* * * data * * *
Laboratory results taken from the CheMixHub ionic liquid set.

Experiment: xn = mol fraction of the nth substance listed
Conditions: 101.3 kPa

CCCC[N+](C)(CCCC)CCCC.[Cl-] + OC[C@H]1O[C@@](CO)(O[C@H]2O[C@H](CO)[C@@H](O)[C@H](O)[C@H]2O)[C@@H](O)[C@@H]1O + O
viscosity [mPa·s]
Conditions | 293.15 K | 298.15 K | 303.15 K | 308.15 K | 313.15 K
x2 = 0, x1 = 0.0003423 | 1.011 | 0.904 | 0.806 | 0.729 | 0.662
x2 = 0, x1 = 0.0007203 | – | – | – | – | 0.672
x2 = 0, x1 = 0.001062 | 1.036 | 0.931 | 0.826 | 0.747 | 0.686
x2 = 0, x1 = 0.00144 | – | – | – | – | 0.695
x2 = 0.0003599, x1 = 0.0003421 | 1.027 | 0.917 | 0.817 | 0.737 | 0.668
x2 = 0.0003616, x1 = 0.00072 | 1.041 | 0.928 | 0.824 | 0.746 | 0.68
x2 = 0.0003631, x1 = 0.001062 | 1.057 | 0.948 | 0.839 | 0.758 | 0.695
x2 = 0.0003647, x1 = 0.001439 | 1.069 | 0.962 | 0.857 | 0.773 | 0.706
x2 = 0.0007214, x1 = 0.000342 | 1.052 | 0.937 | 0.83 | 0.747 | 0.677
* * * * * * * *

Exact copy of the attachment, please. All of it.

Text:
Laboratory results taken from the CheMixHub ionic liquid set.

Experiment: xn = mol fraction of the nth substance listed
Conditions: 101.3 kPa

CCCC[N+](C)(CCCC)CCCC.[Cl-] + OC[C@H]1O[C@@](CO)(O[C@H]2O[C@H](CO)[C@@H](O)[C@H](O)[C@H]2O)[C@@H](O)[C@@H]1O + O
viscosity [mPa·s]
Conditions | 293.15 K | 298.15 K | 303.15 K | 308.15 K | 313.15 K
x2 = 0, x1 = 0.0003423 | 1.011 | 0.904 | 0.806 | 0.729 | 0.662
x2 = 0, x1 = 0.0007203 | – | – | – | – | 0.672
x2 = 0, x1 = 0.001062 | 1.036 | 0.931 | 0.826 | 0.747 | 0.686
x2 = 0, x1 = 0.00144 | – | – | – | – | 0.695
x2 = 0.0003599, x1 = 0.0003421 | 1.027 | 0.917 | 0.817 | 0.737 | 0.668
x2 = 0.0003616, x1 = 0.00072 | 1.041 | 0.928 | 0.824 | 0.746 | 0.68
x2 = 0.0003631, x1 = 0.001062 | 1.057 | 0.948 | 0.839 | 0.758 | 0.695
x2 = 0.0003647, x1 = 0.001439 | 1.069 | 0.962 | 0.857 | 0.773 | 0.706
x2 = 0.0007214, x1 = 0.000342 | 1.052 | 0.937 | 0.83 | 0.747 | 0.677